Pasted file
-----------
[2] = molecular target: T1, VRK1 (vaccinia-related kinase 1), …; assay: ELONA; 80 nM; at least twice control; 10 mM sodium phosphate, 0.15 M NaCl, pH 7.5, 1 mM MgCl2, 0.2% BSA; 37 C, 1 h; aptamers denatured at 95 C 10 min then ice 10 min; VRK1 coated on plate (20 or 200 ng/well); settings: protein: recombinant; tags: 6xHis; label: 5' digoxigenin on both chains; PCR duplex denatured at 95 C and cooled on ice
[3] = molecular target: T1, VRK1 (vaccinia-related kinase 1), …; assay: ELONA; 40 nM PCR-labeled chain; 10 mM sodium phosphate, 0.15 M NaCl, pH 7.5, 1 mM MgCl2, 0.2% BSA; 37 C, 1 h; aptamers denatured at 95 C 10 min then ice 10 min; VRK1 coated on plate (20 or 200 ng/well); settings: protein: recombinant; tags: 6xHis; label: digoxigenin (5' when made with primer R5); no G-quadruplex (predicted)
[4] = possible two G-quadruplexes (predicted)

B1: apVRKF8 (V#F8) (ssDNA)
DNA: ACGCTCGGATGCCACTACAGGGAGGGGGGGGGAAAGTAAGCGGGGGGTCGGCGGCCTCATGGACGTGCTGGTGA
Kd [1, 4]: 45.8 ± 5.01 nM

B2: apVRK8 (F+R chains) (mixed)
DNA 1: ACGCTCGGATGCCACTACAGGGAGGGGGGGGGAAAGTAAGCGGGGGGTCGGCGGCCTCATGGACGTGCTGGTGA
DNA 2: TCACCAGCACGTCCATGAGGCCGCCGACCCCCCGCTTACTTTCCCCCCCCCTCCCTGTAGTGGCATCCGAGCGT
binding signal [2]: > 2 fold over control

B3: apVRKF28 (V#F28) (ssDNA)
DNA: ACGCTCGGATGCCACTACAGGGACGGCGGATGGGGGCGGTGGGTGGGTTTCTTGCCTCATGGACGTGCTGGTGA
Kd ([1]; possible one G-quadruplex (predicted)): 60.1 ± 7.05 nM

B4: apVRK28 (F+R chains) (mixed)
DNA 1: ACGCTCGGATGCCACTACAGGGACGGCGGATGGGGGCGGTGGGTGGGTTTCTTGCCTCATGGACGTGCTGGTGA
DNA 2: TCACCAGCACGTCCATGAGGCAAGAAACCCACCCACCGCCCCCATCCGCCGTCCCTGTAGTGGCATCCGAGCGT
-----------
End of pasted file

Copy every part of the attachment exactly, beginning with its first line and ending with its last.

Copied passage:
[2] = molecular target: T1, VRK1 (vaccinia-related kinase 1), …; assay: ELONA; 80 nM; at least twice control; 10 mM sodium phosphate, 0.15 M NaCl, pH 7.5, 1 mM MgCl2, 0.2% BSA; 37 C, 1 h; aptamers denatured at 95 C 10 min then ice 10 min; VRK1 coated on plate (20 or 200 ng/well); settings: protein: recombinant; tags: 6xHis; label: 5' digoxigenin on both chains; PCR duplex denatured at 95 C and cooled on ice
[3] = molecular target: T1, VRK1 (vaccinia-related kinase 1), …; assay: ELONA; 40 nM PCR-labeled chain; 10 mM sodium phosphate, 0.15 M NaCl, pH 7.5, 1 mM MgCl2, 0.2% BSA; 37 C, 1 h; aptamers denatured at 95 C 10 min then ice 10 min; VRK1 coated on plate (20 or 200 ng/well); settings: protein: recombinant; tags: 6xHis; label: digoxigenin (5' when made with primer R5); no G-quadruplex (predicted)
[4] = possible two G-quadruplexes (predicted)

B1: apVRKF8 (V#F8) (ssDNA)
DNA: ACGCTCGGATGCCACTACAGGGAGGGGGGGGGAAAGTAAGCGGGGGGTCGGCGGCCTCATGGACGTGCTGGTGA
Kd [1, 4]: 45.8 ± 5.01 nM

B2: apVRK8 (F+R chains) (mixed)
DNA 1: ACGCTCGGATGCCACTACAGGGAGGGGGGGGGAAAGTAAGCGGGGGGTCGGCGGCCTCATGGACGTGCTGGTGA
DNA 2: TCACCAGCACGTCCATGAGGCCGCCGACCCCCCGCTTACTTTCCCCCCCCCTCCCTGTAGTGGCATCCGAGCGT
binding signal [2]: > 2 fold over control

B3: apVRKF28 (V#F28) (ssDNA)
DNA: ACGCTCGGATGCCACTACAGGGACGGCGGATGGGGGCGGTGGGTGGGTTTCTTGCCTCATGGACGTGCTGGTGA
Kd ([1]; possible one G-quadruplex (predicted)): 60.1 ± 7.05 nM

B4: apVRK28 (F+R chains) (mixed)
DNA 1: ACGCTCGGATGCCACTACAGGGACGGCGGATGGGGGCGGTGGGTGGGTTTCTTGCCTCATGGACGTGCTGGTGA
DNA 2: TCACCAGCACGTCCATGAGGCAAGAAACCCACCCACCGCCCCCATCCGCCGTCCCTGTAGTGGCATCCGAGCGT